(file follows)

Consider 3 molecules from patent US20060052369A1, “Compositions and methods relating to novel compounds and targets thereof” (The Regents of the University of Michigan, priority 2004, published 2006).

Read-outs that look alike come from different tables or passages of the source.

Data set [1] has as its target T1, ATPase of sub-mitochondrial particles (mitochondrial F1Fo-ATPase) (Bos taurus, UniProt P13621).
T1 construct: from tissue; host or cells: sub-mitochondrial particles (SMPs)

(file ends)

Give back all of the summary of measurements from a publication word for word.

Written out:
Consider 3 molecules from patent US20060052369A1, “Compositions and methods relating to novel compounds and targets thereof” (The Regents of the University of Michigan, priority 2004, published 2006).

Read-outs that look alike come from different tables or passages of the source.

Data set [1] has as its target T1, ATPase of sub-mitochondrial particles (mitochondrial F1Fo-ATPase) (Bos taurus, UniProt P13621).
T1 construct: from tissue; host or cells: sub-mitochondrial particles (SMPs)